For about a year, up until recently, I had a regular meditation practice, sitting every morning for 20 to 30 minutes. For the initial part of that year, I met frequently with a teacher who, having spent years in contemplative practice both as a Christian and a Buddhist monk, came to develop his own approach to meditation and spirituality more generally. I am deeply indebted to him, as the way in which he explained spirituality appealed to my then-militantly atheist worldview. His approach helped nudge open the door which I had so emphatically kept shut at all costs, allowing in the slightest of possibilities that perhaps, just perhaps, there was something greater going on and that a reconsideration of my perspective might be merited.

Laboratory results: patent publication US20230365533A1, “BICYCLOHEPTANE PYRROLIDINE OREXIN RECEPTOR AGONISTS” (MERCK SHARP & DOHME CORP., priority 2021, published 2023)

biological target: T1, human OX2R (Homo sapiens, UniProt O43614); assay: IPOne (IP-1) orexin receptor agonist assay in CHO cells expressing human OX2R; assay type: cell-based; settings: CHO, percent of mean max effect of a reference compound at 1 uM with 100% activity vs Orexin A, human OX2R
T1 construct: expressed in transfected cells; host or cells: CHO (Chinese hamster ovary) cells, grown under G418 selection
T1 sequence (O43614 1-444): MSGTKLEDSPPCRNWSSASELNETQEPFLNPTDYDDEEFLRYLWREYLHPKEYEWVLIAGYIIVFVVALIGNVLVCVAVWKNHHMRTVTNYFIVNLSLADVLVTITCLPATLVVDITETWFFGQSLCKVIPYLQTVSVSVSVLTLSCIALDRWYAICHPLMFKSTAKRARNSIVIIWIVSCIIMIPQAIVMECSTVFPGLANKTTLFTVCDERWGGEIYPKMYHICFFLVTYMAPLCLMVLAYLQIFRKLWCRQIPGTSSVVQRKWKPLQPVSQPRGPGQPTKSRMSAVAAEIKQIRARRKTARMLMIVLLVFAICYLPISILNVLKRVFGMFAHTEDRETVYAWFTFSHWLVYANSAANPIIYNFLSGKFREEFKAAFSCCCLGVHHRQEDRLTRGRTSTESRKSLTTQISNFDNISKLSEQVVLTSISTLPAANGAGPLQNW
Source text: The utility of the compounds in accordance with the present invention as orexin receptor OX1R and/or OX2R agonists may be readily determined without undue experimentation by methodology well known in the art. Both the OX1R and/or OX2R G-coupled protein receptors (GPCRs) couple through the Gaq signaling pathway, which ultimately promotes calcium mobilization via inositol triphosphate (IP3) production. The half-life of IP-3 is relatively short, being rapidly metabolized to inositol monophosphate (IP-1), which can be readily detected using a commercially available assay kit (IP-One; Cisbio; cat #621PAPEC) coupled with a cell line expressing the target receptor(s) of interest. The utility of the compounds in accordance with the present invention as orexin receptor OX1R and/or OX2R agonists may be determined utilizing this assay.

The two of us would have lengthy discussions about life, the universe and everything, never arriving at an answer, 42 or otherwise. A point I kept returning to was where does spirituality leave us regarding social justice and collective liberation? I can concede the benefits to my personal life of meditation, mindfulness, and being in the present moment. I can even appreciate, though philosophically disagree with, ideas such as Buddhism’s Four Noble Truths and the Eightfold Path. Yet these all seem to be individual, subjective and inward-looking practices that when taken to the extreme encourage a retreat from the world in the name of spirituality. We cannot meditate capitalism out of existence, we must act. He assured me that working for social justice was the natural end result of spirituality as it leads to right action. This assurance did not satisfy me and I asked him to explain it further.